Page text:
Thank you for visiting the Bruce Bernhart mandolin websites!

Bruce Bernhart Mandolin Websites

Be sure to visit the other Bruce Bernhart Mandolin Websites:

Bruce Bernhart mandolin rock tabs

Bruce Bernhart mandolin lesson on scales, meter, using a metronome

Bruce Bernhart mandolin purchase tips

Bruce Bernhart mandolin orchestras, tuning

Bruce Bernhart mandolin lessons- chord groups and intervals

Bruce Bernhart on mandolin family history

Bruce Bernhart on string and saddle adjustment

Bruce Bernhart beginning mandolin lessons one and two

Bruce Bernhart on more chord triads, blues patterns, and self-tuning

Bruce Bernhart on the mandolin family tree

Bruce Bernhart mandolin chord diagrams

Bruce Bernhart on temperature considerations

Bruce Bernhart lessson on mandolin flats and sharps

Bruce Bernhart lesson on chromatic scales, circle of 5ths and meter

Bruce Bernhart on mandolin chord theory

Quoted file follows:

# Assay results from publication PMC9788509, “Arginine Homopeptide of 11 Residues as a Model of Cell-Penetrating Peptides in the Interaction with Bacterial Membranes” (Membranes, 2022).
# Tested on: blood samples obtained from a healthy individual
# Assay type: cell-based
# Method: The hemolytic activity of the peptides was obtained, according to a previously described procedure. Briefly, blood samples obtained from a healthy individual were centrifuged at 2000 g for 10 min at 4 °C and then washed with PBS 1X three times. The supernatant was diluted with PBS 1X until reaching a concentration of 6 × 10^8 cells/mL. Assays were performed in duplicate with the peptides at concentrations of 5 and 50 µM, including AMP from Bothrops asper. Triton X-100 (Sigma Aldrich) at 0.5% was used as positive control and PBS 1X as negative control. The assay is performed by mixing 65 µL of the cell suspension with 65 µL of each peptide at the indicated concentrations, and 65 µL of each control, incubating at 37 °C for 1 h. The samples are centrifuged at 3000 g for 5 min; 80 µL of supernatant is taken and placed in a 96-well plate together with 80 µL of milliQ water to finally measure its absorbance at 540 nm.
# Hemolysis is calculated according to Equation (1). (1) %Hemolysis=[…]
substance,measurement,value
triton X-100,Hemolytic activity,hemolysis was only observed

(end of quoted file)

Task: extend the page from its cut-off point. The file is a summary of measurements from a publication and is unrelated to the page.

Bruce Bernhart mandolin C and G major chord diagrams

Bruce Bernhart on emergence of the modern mandolin

Bruce Bernhart on two finger mandolin chords

Bruce Bernhart on whole and half steps on the mandolin

Bruce Bernhart perpetual motion practice excercises

Bruce Bernhart on playing waltzes on the mandolin

Bruce Bernhart on majors, minors and sevenths

Bruce Bernhart Mandolin Websites

Also, check out the Bruce Bernhart RV Websites and Blogs:

Solar power for your RV

The care and feeding of your RV battery

The sport of "geocaching" and RV refrigeration basics

The basics of RV power inversion

RV travel tips and tire care

Advanced discussion on power inversion

Tips on buying a house battery and cold weather maintenance

RV Insurance basics

Buying the right generator for your RV and portable power

RV television reception options

Care and maintenance of the RV air conditioner

Top RV destinations

RV long-term supplies and weight considerations

RV Insurance- Road protection and bodily injury coverage

RV battery types and winter charging considerations

Deep cycle battery basics